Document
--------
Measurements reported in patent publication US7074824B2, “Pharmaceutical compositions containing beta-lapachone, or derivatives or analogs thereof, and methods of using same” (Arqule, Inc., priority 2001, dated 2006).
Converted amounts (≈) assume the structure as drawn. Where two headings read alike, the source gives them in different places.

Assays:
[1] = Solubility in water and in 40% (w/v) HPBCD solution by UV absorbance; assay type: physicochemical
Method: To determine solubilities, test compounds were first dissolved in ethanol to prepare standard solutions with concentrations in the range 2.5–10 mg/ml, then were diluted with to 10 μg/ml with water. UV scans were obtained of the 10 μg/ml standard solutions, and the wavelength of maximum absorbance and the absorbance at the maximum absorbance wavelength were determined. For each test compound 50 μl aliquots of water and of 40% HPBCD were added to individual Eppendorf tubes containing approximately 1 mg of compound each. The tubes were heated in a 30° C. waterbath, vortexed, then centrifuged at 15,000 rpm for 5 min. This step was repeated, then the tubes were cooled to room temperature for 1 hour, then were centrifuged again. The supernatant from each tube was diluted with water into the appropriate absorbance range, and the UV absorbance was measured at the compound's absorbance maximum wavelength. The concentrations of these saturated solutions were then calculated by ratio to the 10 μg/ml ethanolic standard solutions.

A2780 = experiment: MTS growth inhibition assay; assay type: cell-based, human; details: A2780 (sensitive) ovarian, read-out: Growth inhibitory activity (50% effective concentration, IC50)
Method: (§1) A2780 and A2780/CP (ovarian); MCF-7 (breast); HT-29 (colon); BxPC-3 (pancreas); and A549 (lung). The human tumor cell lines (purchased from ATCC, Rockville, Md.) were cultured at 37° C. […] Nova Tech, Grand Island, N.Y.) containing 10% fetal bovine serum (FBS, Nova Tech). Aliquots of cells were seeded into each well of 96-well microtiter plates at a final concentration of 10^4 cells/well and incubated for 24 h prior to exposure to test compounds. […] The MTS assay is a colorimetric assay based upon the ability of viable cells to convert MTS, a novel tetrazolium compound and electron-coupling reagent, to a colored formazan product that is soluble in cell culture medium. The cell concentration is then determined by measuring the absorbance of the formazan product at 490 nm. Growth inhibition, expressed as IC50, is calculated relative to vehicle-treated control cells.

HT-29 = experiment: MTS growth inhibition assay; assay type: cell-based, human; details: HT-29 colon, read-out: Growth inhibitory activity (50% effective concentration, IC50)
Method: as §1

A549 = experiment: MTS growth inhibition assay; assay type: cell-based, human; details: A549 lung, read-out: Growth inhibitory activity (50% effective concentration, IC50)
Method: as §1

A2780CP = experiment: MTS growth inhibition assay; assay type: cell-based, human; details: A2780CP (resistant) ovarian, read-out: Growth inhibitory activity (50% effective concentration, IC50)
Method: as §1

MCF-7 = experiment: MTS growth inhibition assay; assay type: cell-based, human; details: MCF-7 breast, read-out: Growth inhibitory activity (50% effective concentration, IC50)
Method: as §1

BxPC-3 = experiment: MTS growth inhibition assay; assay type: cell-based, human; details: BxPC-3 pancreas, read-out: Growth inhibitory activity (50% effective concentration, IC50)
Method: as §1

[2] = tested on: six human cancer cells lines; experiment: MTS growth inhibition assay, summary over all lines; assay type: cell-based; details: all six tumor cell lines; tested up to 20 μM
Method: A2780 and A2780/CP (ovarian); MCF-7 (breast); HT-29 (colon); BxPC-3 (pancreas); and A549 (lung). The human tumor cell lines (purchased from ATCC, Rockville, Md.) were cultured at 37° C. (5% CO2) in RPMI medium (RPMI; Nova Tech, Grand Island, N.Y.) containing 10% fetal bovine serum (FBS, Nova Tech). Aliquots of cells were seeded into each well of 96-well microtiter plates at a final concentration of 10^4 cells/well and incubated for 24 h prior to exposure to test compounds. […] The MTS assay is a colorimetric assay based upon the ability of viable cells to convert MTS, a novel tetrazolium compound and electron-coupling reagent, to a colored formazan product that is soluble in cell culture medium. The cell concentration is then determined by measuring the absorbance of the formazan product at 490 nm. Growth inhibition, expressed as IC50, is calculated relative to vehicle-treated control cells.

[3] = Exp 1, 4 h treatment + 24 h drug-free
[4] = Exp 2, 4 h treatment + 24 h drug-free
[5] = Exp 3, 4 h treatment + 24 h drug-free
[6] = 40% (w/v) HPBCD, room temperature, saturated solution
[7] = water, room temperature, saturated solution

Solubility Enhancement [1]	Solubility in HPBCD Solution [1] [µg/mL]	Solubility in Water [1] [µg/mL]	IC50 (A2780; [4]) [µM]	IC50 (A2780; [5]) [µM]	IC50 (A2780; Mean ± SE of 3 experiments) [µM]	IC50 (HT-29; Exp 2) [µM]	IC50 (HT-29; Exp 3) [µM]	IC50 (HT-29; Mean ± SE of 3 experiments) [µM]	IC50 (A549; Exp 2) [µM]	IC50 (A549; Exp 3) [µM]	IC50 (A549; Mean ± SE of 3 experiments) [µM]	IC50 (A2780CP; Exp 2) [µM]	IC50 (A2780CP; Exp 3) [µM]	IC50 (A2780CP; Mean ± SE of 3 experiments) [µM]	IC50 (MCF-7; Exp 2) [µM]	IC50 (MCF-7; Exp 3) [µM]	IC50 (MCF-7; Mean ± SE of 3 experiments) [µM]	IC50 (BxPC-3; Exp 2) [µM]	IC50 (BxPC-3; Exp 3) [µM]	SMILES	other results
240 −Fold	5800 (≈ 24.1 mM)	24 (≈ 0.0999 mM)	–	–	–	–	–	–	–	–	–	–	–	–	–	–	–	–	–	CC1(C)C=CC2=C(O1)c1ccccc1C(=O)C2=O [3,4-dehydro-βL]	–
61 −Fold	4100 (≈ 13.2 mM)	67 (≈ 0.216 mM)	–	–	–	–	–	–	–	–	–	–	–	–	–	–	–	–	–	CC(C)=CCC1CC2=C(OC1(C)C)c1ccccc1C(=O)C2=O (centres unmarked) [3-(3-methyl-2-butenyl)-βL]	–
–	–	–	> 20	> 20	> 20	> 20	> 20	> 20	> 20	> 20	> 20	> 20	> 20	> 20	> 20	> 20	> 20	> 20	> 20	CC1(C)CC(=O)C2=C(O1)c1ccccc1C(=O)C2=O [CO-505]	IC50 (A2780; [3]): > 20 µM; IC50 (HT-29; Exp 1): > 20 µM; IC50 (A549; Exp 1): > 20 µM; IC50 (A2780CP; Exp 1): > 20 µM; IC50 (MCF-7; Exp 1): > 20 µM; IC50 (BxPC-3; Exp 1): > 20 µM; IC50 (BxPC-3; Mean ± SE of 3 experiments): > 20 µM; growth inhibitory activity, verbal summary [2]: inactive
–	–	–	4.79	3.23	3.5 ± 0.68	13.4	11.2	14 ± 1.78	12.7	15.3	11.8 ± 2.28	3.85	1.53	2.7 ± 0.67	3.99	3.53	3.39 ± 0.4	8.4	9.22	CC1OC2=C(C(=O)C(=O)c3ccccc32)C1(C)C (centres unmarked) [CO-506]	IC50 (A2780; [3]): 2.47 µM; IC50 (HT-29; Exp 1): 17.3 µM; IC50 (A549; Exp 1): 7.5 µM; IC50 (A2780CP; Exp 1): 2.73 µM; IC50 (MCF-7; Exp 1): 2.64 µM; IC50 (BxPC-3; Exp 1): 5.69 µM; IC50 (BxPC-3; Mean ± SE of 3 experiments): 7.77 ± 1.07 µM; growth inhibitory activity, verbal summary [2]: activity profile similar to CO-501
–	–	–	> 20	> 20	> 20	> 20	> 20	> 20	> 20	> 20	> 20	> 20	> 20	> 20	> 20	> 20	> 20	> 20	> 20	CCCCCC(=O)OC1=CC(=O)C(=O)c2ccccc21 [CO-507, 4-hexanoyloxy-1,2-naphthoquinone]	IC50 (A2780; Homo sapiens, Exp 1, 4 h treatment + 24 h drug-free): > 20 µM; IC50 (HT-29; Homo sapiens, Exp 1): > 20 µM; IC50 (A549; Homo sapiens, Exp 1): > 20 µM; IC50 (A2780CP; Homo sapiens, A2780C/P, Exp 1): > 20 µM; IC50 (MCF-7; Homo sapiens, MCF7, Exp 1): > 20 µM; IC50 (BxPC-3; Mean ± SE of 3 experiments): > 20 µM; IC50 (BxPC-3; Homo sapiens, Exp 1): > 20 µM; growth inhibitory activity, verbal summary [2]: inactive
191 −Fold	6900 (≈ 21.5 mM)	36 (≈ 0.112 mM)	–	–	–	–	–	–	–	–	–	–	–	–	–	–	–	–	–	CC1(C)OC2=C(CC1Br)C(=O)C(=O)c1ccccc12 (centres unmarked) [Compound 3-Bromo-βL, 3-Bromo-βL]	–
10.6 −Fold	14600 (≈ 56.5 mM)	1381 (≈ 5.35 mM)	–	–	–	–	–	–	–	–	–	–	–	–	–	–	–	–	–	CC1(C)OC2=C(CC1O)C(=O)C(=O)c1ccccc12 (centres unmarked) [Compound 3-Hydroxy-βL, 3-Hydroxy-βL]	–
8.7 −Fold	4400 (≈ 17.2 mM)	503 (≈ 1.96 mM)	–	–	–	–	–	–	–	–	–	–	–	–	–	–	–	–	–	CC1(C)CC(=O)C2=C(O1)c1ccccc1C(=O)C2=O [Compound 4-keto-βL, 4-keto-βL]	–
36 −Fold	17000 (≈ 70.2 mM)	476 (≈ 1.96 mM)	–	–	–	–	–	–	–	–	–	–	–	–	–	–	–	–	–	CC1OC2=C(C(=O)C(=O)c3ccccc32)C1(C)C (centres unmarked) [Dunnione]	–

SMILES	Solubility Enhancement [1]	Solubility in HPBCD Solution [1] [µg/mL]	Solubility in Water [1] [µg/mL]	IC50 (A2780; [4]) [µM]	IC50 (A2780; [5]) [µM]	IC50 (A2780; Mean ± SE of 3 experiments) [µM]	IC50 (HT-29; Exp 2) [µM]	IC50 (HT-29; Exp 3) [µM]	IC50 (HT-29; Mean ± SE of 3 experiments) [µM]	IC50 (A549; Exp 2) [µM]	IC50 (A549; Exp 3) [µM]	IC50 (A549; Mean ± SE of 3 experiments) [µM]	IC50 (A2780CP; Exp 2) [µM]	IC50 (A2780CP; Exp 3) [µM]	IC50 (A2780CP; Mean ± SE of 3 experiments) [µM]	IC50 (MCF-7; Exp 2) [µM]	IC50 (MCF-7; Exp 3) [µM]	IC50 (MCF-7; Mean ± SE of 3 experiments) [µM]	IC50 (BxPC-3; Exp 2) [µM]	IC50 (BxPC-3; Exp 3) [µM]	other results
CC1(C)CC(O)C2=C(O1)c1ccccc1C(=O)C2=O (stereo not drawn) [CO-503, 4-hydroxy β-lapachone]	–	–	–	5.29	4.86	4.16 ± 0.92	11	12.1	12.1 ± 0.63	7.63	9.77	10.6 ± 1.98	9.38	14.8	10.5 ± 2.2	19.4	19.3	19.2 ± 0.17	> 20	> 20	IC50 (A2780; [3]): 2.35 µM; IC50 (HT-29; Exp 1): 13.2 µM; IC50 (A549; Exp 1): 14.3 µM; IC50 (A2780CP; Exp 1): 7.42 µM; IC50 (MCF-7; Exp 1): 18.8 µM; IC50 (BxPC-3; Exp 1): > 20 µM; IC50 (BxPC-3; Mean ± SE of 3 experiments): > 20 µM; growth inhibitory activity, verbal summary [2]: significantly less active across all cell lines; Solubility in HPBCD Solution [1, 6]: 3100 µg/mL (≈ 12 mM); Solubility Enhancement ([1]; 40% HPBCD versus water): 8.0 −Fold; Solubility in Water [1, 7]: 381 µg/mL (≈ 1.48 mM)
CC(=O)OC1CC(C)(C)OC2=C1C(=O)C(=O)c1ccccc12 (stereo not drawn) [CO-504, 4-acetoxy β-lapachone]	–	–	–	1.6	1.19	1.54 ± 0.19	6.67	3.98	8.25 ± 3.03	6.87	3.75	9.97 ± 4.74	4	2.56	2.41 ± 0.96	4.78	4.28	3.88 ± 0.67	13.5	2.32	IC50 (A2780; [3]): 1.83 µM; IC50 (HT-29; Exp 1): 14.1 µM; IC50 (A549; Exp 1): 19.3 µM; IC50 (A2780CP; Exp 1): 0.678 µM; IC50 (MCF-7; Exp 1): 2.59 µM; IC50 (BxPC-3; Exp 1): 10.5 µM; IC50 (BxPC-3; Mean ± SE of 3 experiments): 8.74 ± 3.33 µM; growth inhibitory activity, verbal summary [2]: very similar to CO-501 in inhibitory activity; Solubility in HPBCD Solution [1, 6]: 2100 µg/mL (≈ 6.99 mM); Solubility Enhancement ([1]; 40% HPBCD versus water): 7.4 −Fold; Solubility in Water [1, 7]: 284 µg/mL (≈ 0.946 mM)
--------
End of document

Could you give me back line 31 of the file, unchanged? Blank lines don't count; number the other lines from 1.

191 −Fold	6900 (≈ 21.5 mM)	36 (≈ 0.112 mM)	–	–	–	–	–	–	–	–	–	–	–	–	–	–	–	–	–	CC1(C)OC2=C(CC1Br)C(=O)C(=O)c1ccccc12 (centres unmarked) [Compound 3-Bromo-βL, 3-Bromo-βL]	–